6. The steerer returned to the normal steering position at the left hand side of the boat and assumed their crew member had sat down at the bows as they couldn’t see them in the water down the right hand side of their boat.

6. They had both given enough of a push that the boat drifted across to the left of the lock as planned.

7. The steerer of the boat going up hadn't seen the person fall into the water and started to move into the new gap in the bottom of upper lock.

8. The person in the water realised they were about to be squashed and managed to grab the bow fender of the incoming boat and were dragged half way along the lock before the steerer of the incoming boat was alerted to the problem by shouting and stopped.

9. It was spectators that did the shouting as none of the three boat crews had seen the person slip into the water.

10. If the person in the water hadn’t managed to grab the bow fender of the incoming boat they might have been squashed between the boats or gone under the bows of the incoming boat.

11. Even grabbing the bow fender they could have been squashed against the far end of the lock if there weren’t any spectators to shout warnings.

It’s easy to think that wouldn’t happen to you - but there’s nothing in there that’s so unusual it couldn’t.

• Would you know your crew member had fallen into the water if you weren’t looking that way as they fell?

• Would you hear them shouting above your engine noise at the bottom of a lock?

• Would you see a person in the water ahead of your boat as you moved into the gap?

It only needed a small change in events for this to have been a fatal accident.

I understand there were no lasting injuries but three boat crews were left very frightened.

British Waterways, as they were then, investigated and realised it could easily happen again and immediately banned their staff from engaging in such a practice.

Even just falling in can be dangerous if you bang your head on the wall or the boat, or break a limb as you do so.

I hope that helps everyone understand what happened and why it is dangerous. It's only a matter of time before it happens again if boaters continue to practice the shuffle.

And wildlife,


Paul (from Waterway Routes) said...

You said "...in my book water should not be wasted by filling an empty lock...".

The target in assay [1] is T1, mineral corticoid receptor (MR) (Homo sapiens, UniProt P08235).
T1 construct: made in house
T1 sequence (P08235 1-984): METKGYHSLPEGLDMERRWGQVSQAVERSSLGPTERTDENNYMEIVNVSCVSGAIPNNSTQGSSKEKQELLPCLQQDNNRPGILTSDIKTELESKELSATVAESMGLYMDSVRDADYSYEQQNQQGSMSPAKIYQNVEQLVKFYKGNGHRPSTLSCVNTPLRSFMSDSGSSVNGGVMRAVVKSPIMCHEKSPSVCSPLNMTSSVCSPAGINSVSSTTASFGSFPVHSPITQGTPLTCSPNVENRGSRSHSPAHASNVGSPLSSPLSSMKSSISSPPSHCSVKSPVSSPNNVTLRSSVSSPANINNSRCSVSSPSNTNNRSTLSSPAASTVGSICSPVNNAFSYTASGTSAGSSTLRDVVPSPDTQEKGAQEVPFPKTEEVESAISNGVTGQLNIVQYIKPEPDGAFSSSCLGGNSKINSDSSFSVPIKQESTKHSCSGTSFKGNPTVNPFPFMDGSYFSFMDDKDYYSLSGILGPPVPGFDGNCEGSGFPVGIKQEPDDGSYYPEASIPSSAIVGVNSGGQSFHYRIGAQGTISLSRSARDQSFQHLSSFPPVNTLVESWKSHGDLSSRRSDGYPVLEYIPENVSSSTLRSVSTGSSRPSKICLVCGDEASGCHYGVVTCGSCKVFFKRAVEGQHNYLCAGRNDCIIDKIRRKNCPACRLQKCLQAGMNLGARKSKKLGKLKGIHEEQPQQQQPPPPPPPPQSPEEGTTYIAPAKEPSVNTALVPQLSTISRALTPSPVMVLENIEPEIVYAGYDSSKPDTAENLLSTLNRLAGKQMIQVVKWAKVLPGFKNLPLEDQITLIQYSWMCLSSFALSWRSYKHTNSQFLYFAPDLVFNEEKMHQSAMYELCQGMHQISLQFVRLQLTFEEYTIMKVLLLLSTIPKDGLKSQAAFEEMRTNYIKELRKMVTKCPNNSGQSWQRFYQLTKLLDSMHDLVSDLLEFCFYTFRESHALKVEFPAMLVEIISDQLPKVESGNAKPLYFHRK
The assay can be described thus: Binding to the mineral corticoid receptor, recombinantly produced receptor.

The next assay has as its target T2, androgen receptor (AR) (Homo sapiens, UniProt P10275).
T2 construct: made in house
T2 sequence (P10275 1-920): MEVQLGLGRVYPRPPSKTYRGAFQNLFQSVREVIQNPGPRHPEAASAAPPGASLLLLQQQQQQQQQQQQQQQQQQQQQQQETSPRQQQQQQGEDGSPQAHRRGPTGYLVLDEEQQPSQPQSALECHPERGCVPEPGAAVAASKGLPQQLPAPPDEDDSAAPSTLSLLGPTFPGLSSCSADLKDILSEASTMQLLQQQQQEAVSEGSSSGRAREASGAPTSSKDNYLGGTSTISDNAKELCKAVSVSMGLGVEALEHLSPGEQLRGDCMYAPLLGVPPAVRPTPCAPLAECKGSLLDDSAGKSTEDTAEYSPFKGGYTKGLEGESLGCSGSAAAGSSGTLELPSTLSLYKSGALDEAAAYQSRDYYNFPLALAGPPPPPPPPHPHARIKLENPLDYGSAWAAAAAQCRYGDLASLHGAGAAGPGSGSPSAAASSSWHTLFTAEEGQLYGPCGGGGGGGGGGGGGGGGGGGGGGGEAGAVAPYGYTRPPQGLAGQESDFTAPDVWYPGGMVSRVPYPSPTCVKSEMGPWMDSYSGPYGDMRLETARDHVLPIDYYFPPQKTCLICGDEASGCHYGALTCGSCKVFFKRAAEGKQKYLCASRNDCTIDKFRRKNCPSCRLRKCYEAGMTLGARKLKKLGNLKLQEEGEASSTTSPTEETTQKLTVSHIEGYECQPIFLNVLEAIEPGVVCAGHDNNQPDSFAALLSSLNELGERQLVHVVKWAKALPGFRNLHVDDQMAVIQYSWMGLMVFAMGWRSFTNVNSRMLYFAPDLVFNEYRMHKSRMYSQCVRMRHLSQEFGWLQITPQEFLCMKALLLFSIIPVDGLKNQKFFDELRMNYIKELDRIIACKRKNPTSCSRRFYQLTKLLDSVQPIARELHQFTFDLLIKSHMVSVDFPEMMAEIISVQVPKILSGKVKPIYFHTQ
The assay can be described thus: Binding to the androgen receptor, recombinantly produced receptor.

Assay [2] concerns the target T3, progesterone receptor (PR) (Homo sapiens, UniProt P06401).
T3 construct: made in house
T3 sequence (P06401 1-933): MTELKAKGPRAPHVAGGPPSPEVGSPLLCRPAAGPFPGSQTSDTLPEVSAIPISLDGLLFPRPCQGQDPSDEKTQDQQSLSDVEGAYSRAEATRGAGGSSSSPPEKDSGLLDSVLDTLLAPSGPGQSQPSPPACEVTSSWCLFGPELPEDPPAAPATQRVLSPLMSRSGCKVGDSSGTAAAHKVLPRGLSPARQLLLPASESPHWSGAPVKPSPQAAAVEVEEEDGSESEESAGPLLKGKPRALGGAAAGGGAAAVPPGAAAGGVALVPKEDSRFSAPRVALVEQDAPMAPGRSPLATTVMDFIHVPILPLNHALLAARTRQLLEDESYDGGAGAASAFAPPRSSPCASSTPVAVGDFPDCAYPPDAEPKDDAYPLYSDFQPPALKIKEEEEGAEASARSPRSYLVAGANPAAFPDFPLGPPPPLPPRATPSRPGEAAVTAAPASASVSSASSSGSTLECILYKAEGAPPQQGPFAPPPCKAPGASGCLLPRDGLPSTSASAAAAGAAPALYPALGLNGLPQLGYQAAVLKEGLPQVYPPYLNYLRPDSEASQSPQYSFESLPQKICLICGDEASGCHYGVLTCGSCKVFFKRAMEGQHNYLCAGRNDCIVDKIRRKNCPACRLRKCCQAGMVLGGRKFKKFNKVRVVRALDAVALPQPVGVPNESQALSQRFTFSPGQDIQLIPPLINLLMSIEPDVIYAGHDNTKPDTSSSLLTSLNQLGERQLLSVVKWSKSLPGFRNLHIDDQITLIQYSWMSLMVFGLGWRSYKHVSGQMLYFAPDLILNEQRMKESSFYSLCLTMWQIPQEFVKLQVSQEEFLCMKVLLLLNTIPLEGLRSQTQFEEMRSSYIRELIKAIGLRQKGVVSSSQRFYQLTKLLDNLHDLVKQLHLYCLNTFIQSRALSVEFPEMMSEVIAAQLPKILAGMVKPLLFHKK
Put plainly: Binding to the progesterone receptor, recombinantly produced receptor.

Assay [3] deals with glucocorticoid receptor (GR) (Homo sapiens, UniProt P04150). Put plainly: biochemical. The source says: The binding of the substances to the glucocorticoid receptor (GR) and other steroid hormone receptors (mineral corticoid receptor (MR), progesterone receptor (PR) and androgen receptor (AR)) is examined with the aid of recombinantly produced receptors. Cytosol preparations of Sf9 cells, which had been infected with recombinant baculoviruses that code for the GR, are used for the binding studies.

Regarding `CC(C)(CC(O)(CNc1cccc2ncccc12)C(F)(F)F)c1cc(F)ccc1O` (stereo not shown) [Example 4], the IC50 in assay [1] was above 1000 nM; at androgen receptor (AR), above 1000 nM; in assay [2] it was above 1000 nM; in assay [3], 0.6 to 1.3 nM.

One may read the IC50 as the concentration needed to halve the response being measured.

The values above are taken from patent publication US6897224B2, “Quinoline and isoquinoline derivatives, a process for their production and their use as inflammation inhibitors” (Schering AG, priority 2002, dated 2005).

If water is thundering over the weir, as it is in most places this week after the frequent heavy rain and yellow rain warnings, then it isn't wasting water.

I always look at the weir, if there's a reasonable flow over the weir then you aren't wasting water and it's quite acceptable to fil (or empty) a lock without waiting. You may, however, be wasting time and being rude - but that's a separate question.

Ian and Irene Jameison said...

I take on board what you say Paul but I am still not comfortable on closing a gate and filling or emptying a lock in front of an oncoming boat. It is after all good practice to wait and not encourage boaters to adopt bad behaviour.

nb AmyJo said...

Hi both
The problem with the shuffle decribed was the crew should never have pushed the boat over to the other side. The centre line should have been thrown to the lockie and he pull it over. This is far safer way.

Ian and Irene Jameison said...

Hi Stev, I agree but Northwich lock is very deep and a centre rope would have to be very long to reach anyone lock side. But at Bunbury staircase, this would have been no problem.

Jennie said...

I can certainly see the danger in the method described by Paul (thank you for the explanation), but we did it at Bunbury with just a helmsman on board, so no one to fall in at the bow.

The turning the lock issue is a slightly tricky one, Irene. If there was plenty of water and a queue above the lock I would not have a problem with the lock being turned if I was a couple of hundred yards away.

Ian and Irene Jameison said...

Hi Jennie, it seems I'm outnumbered on the issue of turning a lock around. Even if there is plenty of water (and how many of us ever think of that) I still feel very strongly about leaving the lock 'as is' with a boat coming. A queue or no queue, patience is a virtue and after all, aren't the canals supposed to be for relaxation and a slower pace of life? I do understand that we all have a different way of looking at things. When I started boating in the '70s not closing a gate on an oncoming boat was drummed into us by the hire companies and I have followed this ever since.

Linda Chandler said...

I’m glad you posted the explanation about staircase locks, I’m glad that no one was injured on this occasion. We do see some very careless practises at locks and it’s always really difficult to judge when to speak up and when to go inside till they’ve finished. It’s surprising how many people wind paddles up without engaging the safety catch. We would never knowingly turn a lock against an oncoming boat but maybe the VL at Cholmondeston can judge the distance in order to manage the queues. Very occasionally we wait for ages then the blooming boat pulls over and moors up. I would still always prefer to be boating and, like those old codgers, I’m not going to hang up my windlass while I can still fling my leg over the gunwales ��

Ian and Irene Jameison said...

I totally agree with you Linda, so many times we have to put the safety catch back on, it's always something we check before winding the paddles. And thank you for your input on the 'turning of a lock around'. You could well be right about that volunteer being able to judge the distances but in our case, he was persuaded to close the gate and refill the lock. I'm not sure he would have done that had it not been for that boater.

Blog Archive